In Rome it is difficult to starve, this is evident.
However, hunger can take many forms: from voracity to wolf hunger; from the excellent appetite to that peckish, to that nonsocchè that makes you, as a famous spot of the 90s said, “want something good”.
For all these situations, Rome offers a one-stop solution: Er Pizzicarolo.
It is not clear whether its name derives more from the fact that in ancient times the cured meats, not being all the preservatives available today, were well stuffed with spicy spices, therefore they "stung".
Or if its name derives from the fact that, offering tastings to its customers, what the pizzicarolo offers must be grasped with the thumb and forefinger closed in a vice, therefore with the "pinch"; or even if its name derives from the fact that this profession was born, in the mists of time, mainly by selling pizzas and cheeses.
The fact is that the "pizzicherie" of Rome are one of the truest, most authentic and typical images of this city.
Otherwise called "the pizzicagnolo", this cheerful, hospitable and ruddy popular figure has always been of great importance in small neighborhood communities.
Today, perhaps, the term “salumiere” has also taken hold in popular jargon, alongside the traditional name.
In fact, over the last few decades, the signs with the historic (and philological) name "pizzicheria", from which the verb "spizzicare" derives without a shadow of a doubt, that is, to seize morsels with the fingers delicacies (what Americans call "finger-food"), with which to make life sweeter and more livable.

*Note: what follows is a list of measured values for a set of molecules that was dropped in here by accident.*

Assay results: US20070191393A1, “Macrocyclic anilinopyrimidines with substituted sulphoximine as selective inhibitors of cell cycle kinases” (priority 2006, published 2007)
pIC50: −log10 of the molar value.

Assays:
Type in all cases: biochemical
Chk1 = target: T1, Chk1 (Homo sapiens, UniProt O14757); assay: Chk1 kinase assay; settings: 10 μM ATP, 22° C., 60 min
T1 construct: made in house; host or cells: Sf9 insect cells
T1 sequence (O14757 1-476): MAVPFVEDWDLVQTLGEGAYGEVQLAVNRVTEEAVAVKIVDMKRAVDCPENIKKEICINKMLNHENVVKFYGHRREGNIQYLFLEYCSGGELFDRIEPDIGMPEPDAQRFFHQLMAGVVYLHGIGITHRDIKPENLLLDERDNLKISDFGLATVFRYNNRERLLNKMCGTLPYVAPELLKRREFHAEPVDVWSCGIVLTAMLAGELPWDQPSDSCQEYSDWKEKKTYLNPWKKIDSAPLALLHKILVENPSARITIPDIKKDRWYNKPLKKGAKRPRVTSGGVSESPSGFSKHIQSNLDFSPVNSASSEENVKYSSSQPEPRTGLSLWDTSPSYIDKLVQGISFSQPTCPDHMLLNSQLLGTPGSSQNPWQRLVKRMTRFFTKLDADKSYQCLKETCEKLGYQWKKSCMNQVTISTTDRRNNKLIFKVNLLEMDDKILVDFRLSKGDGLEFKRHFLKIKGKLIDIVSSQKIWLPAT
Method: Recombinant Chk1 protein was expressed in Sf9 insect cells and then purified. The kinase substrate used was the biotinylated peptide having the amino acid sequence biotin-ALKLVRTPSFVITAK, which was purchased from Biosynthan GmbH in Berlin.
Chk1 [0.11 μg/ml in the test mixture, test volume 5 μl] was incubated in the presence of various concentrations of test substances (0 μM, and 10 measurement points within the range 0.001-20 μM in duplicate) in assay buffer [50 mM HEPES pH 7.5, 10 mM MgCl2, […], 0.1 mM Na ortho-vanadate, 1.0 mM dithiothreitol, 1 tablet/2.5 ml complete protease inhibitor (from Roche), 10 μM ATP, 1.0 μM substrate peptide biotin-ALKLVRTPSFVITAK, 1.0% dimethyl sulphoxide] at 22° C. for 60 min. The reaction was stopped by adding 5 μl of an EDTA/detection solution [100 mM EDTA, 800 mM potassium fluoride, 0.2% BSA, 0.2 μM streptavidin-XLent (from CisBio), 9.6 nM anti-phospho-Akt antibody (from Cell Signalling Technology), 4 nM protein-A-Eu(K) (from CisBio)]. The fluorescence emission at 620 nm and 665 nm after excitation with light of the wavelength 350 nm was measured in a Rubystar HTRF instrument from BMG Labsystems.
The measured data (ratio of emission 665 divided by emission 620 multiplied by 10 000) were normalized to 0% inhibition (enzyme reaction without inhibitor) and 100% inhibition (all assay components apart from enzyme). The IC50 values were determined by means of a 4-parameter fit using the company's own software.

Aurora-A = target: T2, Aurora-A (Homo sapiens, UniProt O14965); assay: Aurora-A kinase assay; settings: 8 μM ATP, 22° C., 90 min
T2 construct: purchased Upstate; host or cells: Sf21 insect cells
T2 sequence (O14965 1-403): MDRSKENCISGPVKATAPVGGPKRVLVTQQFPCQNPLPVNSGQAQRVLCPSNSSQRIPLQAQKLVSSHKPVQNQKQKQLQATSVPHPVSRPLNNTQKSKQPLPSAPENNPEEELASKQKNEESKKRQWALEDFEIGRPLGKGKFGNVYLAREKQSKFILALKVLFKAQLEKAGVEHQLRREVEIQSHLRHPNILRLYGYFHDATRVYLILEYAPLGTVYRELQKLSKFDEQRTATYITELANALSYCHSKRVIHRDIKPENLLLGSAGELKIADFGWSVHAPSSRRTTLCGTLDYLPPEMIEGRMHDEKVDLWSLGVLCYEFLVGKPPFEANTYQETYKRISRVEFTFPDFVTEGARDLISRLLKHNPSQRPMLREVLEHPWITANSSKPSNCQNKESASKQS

Small daily "cuddles", with which, as some Roman elder would say "the man lives" ...
And to think that there is also a real artistic dimension of this ancient and beloved craftsman.
In fact, in the pre-Easter time, Roman pizzicaroli usually set up and decorate their shops as if they were temples; and how to blame them: one of the main rituals of the year is about to arrive, the Easter lunch, and their shop is the temple where the most worthy ingredients to celebrate this rite can be found.
The forms of Parmesan, superimposed on each other, become columns; hams, sausages, salami, lemons and bay leaves create exceptional mosaics on the ceilings.
Candles made from animal fats are lit; with butter and ricotta sacred statues are created, comparable to those of alabaster, in a mixture of the sacred and the profane which - in one word - is Rome itself.
Mirrors placed everywhere reflect lights, sculptures and fruit pyramids.
All this is concocted by the grocery store in person, not so much and not only for mere profit, and to advertise, but above all for devotion, and for the love of beauty, which inevitably must be married to the good.
This preparation can require even two days of work from the grocery store, of creativity and effort, to delight his customers, and to delight in them himself.
As Giuseppe Gioachino Belli narrates:
Colonne de caciotte that will be
Scento a little later, they arreggono an arch
Embroidered in sarsiccie and there they are
Many animals of a new form.
Between the cave in the limb there is a Mosè de strutto
Cor stick in the air like a cop;
At the top of a mountain of ham,
And underneath it pé will whet your hunger.
There is a Christ and a Madonna de butirro,
Drento to a beautiful cave of salami.
A delight for everyone and also for the great poets of Rome, Er Pizzicarolo inspired these verses in Trilussa in which, the poet lamenting his asphyxiated economic condition, he said:
If I did not ciavevo moje, I was alone,
I was leading a life a little more serious,
I was richer than a grocery store ...